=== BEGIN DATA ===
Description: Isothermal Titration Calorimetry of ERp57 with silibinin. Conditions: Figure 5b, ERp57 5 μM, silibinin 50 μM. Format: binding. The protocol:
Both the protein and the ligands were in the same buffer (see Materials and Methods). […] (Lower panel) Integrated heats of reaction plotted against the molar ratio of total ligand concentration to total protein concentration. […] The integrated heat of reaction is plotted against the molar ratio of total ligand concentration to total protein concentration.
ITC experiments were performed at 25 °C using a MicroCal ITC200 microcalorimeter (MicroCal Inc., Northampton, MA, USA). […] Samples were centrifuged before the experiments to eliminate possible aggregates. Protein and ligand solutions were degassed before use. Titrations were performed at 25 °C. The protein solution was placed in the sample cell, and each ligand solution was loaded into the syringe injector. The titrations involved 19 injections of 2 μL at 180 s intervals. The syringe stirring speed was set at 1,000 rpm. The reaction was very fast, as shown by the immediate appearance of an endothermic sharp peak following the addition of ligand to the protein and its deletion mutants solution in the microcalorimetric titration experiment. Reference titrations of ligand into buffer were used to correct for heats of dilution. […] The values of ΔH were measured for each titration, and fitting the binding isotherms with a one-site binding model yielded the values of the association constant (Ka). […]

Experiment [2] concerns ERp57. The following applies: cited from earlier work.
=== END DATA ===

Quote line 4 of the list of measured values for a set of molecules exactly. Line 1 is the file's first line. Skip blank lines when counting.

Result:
Experiment [2] concerns ERp57. The following applies: cited from earlier work.